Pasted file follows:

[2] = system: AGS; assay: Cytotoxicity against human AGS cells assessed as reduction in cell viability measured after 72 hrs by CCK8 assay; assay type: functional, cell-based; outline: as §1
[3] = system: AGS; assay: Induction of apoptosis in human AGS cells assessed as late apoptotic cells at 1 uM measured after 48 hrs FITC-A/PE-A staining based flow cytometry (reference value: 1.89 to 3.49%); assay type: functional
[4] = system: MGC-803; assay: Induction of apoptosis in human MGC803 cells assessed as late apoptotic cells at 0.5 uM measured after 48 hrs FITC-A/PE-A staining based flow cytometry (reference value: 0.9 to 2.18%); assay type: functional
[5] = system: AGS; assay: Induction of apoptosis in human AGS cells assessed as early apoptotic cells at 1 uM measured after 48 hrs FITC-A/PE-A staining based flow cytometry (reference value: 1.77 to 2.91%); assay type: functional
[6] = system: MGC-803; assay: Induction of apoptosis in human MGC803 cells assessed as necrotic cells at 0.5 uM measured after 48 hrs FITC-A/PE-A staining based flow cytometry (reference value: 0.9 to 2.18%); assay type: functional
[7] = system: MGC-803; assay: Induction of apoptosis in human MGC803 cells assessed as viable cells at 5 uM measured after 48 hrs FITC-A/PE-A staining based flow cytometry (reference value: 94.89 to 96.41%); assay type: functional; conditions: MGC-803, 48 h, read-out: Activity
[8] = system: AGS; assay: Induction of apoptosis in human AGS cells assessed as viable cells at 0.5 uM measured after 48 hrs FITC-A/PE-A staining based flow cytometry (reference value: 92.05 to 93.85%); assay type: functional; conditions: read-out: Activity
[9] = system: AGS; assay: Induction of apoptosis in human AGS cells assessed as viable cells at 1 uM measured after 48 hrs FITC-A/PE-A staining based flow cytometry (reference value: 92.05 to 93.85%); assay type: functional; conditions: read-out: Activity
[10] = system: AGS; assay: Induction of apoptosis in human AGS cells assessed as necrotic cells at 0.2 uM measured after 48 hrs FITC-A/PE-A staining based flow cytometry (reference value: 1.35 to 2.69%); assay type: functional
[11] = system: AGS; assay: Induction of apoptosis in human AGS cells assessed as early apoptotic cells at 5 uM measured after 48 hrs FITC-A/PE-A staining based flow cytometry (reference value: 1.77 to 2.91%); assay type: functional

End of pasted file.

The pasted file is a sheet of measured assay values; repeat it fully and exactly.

[2] = system: AGS; assay: Cytotoxicity against human AGS cells assessed as reduction in cell viability measured after 72 hrs by CCK8 assay; assay type: functional, cell-based; outline: as §1
[3] = system: AGS; assay: Induction of apoptosis in human AGS cells assessed as late apoptotic cells at 1 uM measured after 48 hrs FITC-A/PE-A staining based flow cytometry (reference value: 1.89 to 3.49%); assay type: functional
[4] = system: MGC-803; assay: Induction of apoptosis in human MGC803 cells assessed as late apoptotic cells at 0.5 uM measured after 48 hrs FITC-A/PE-A staining based flow cytometry (reference value: 0.9 to 2.18%); assay type: functional
[5] = system: AGS; assay: Induction of apoptosis in human AGS cells assessed as early apoptotic cells at 1 uM measured after 48 hrs FITC-A/PE-A staining based flow cytometry (reference value: 1.77 to 2.91%); assay type: functional
[6] = system: MGC-803; assay: Induction of apoptosis in human MGC803 cells assessed as necrotic cells at 0.5 uM measured after 48 hrs FITC-A/PE-A staining based flow cytometry (reference value: 0.9 to 2.18%); assay type: functional
[7] = system: MGC-803; assay: Induction of apoptosis in human MGC803 cells assessed as viable cells at 5 uM measured after 48 hrs FITC-A/PE-A staining based flow cytometry (reference value: 94.89 to 96.41%); assay type: functional; conditions: MGC-803, 48 h, read-out: Activity
[8] = system: AGS; assay: Induction of apoptosis in human AGS cells assessed as viable cells at 0.5 uM measured after 48 hrs FITC-A/PE-A staining based flow cytometry (reference value: 92.05 to 93.85%); assay type: functional; conditions: read-out: Activity
[9] = system: AGS; assay: Induction of apoptosis in human AGS cells assessed as viable cells at 1 uM measured after 48 hrs FITC-A/PE-A staining based flow cytometry (reference value: 92.05 to 93.85%); assay type: functional; conditions: read-out: Activity
[10] = system: AGS; assay: Induction of apoptosis in human AGS cells assessed as necrotic cells at 0.2 uM measured after 48 hrs FITC-A/PE-A staining based flow cytometry (reference value: 1.35 to 2.69%); assay type: functional
[11] = system: AGS; assay: Induction of apoptosis in human AGS cells assessed as early apoptotic cells at 5 uM measured after 48 hrs FITC-A/PE-A staining based flow cytometry (reference value: 1.77 to 2.91%); assay type: functional